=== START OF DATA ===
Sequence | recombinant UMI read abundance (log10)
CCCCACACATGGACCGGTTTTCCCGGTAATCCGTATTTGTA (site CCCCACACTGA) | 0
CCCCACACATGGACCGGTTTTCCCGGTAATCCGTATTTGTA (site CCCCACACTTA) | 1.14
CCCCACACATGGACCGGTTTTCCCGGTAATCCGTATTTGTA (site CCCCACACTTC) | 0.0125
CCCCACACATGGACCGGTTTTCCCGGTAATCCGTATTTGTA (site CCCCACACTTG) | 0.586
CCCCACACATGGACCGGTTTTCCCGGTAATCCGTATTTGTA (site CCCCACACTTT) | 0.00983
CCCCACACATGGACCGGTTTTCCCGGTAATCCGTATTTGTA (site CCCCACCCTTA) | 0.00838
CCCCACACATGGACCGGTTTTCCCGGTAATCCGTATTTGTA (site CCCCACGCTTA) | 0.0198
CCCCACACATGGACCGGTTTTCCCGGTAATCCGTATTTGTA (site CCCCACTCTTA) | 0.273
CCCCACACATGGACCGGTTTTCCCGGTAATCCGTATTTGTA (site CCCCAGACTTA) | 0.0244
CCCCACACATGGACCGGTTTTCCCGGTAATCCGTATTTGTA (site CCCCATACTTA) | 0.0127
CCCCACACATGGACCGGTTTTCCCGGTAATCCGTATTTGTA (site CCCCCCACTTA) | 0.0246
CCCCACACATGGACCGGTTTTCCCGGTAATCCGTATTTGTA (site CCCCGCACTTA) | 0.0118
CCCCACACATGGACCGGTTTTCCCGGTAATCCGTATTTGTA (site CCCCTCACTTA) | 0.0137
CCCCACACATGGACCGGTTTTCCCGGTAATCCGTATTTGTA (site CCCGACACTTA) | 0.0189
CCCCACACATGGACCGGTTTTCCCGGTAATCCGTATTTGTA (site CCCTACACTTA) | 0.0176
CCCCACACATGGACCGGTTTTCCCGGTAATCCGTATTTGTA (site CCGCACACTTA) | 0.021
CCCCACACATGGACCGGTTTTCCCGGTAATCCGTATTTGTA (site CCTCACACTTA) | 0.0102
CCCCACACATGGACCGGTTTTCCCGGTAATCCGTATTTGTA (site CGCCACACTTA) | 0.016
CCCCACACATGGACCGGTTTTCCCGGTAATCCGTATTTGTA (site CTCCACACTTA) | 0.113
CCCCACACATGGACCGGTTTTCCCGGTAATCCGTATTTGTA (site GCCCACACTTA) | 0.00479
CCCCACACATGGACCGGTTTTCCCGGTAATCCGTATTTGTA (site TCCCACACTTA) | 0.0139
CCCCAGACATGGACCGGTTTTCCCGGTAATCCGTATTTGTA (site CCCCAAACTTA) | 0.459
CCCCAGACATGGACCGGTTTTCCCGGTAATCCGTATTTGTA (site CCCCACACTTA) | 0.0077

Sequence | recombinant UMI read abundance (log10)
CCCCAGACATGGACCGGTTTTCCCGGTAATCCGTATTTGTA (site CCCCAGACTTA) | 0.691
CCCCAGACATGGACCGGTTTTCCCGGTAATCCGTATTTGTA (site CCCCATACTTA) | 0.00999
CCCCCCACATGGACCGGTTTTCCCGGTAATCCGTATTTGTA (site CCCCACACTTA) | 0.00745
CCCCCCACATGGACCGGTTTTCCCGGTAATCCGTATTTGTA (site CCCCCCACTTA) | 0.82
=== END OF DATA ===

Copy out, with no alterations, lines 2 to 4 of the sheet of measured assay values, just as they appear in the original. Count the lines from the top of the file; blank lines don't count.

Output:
CCCCACACATGGACCGGTTTTCCCGGTAATCCGTATTTGTA (site CCCCACACTGA) | 0
CCCCACACATGGACCGGTTTTCCCGGTAATCCGTATTTGTA (site CCCCACACTTA) | 1.14
CCCCACACATGGACCGGTTTTCCCGGTAATCCGTATTTGTA (site CCCCACACTTC) | 0.0125